News / USA

White House: Friday 'Important Moment' In Debt Talks

President Barack Obama sits with House Speaker John Boehner of Ohio, House Minority Leader Nancy Pelosi of California, House Majority Leader Eric Cantor of Virginia, as he meets with Republican and Democratic leaders regarding the debt ceiling in the Cabi
President Barack Obama sits with House Speaker John Boehner of Ohio, House Minority Leader Nancy Pelosi of California, House Majority Leader Eric Cantor of Virginia, as he meets with Republican and Democratic leaders regarding the debt ceiling in the Cabi
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White House officials say they will assess Friday whether they can reach a deal with opposition Republicans on raising the U.S. government’s legal borrowing limit. President Barack Obama negotiated with top lawmakers from both parties Thursday, with a deadline fast approaching.

Less than three weeks before the deadline to avoid a government debt default, top Democrats and Republicans ended a fifth straight day of talks Thursday without an agreement.

No discussions are scheduled for Friday, and President Obama has scheduled a news conference at the White House.  

The president’s press secretary, Jay Carney, said top administration officials will discuss Friday whether a deal is possible, and what to do if it is not.

“The president views Friday as an important moment where we can make an assessment about whether we are moving toward a significant bipartisan agreement on deficit reduction or not,” Carney said.

Sources say Mr. Obama Thursday asked the eight top Democratic and Republican lawmakers to agree on the outlines of a deal within 36 hours.

The Treasury Department has said the U.S. will no longer be able to pay all of its bills on August 2 if the $14.3 trillion debt ceiling is not increased.  Treasury Secretary Timothy Geithner warned that the country is “running out of time” to raise the limit.

Presidential spokesman Jay Carney expressed optimism that a deal could be achieved, but he suggested that Republicans are more focused on political concerns.

"That agreement is right here, within reach.  It is on the table.  Just have to reach for it and grasp it and be willing to compromise to do it.  And you know what?  That requires thinking about the broad American public and not the narrow bands or the narrow constituencies within your own party," Carney said.

Democratic lawmakers have rejected Republican deficit-reduction plans that include cuts to social programs.  Republicans, including Senate Minority Leader Mitch McConnell, object to Democrats’ insistence on increasing tax revenue.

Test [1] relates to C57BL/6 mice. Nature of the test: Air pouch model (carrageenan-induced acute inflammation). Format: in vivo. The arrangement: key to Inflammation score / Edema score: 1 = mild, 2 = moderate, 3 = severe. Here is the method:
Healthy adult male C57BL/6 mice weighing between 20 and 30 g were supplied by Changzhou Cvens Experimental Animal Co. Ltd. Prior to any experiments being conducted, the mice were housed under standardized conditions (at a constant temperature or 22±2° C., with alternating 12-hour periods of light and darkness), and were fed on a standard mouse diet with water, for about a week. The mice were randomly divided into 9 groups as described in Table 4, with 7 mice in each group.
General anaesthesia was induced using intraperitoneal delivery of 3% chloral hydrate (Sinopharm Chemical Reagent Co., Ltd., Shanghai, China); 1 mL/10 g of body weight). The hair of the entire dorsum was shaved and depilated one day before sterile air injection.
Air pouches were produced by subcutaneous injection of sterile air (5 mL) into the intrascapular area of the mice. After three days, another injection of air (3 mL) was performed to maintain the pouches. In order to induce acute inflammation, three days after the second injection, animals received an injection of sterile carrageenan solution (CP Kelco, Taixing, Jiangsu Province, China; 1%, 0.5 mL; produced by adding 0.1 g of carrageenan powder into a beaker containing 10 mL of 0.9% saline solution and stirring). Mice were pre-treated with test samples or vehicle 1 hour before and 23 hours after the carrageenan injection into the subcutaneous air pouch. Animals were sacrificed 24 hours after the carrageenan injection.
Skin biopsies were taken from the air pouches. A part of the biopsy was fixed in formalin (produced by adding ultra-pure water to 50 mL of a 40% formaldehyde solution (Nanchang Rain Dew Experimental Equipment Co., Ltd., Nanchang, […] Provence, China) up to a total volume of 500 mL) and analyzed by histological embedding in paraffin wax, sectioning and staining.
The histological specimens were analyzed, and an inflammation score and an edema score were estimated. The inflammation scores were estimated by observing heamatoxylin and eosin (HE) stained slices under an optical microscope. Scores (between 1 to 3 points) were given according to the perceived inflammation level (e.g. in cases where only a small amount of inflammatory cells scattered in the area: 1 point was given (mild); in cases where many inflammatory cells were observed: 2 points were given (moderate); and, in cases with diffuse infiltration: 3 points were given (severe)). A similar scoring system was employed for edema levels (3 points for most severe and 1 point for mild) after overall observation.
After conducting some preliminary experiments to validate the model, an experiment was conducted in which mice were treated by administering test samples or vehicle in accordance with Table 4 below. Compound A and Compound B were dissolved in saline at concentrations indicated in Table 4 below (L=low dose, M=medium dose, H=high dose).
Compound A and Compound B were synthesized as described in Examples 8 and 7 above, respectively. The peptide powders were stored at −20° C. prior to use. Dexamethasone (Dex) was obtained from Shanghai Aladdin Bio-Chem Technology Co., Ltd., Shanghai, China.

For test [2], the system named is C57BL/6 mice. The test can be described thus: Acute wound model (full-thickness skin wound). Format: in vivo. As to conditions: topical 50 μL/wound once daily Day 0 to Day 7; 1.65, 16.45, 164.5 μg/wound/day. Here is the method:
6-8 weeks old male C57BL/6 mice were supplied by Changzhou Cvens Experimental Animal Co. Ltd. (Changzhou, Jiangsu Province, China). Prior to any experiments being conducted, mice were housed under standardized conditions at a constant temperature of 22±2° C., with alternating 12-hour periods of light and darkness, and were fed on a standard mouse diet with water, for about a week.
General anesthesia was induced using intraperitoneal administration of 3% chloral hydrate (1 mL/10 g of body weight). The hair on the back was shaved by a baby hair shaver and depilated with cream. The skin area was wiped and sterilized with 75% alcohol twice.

“Republicans will not be reduced to being the tax collectors for the Obama economy.  We will not be seduced into calling a bad deal a good deal.  If he and the Democratic Senate would rather borrow and spend us into oblivion, they can certainly do that.  But do not expect any more cover from Republicans.  None,” McConnell said.

The partisan rancor extended to the Senate floor Thursday.  The top Senate Democrat, Harry Reid, called the second-ranking House Republican, Representative Eric Cantor, “childish” and said he should be excluded from further talks.

“Even Speaker Boehner and Minority Leader McConnell seem to understand the seriousness of this situation.  They are willing to negotiate, which I appreciate and the country appreciates.  Meanwhile, House Majority Leader Eric Cantor has shown that he should not even be at the table,” Reid said.

Cantor Wednesday accused President Obama of storming out of a negotiating session.  Cantor himself had walked out of earlier talks with Vice President Joe Biden.

Meanwhile, the leader of one of America’s biggest financial firms implored officials to reach an agreement on the debt limit.  Chief Executive Jamie Dimon of JP Morgan Chase said it would be irresponsible for the U.S. to default on its debt because the result could be catastrophic.

And a Chinese credit rating agency, Dagong Global Credit Rating Company, has threatened to downgrade U.S. government debt if the borrowing limit is not raised.  China is the largest buyer of U.S. sovereign debt.

Several top U.S. credit agencies have issued similar warnings.

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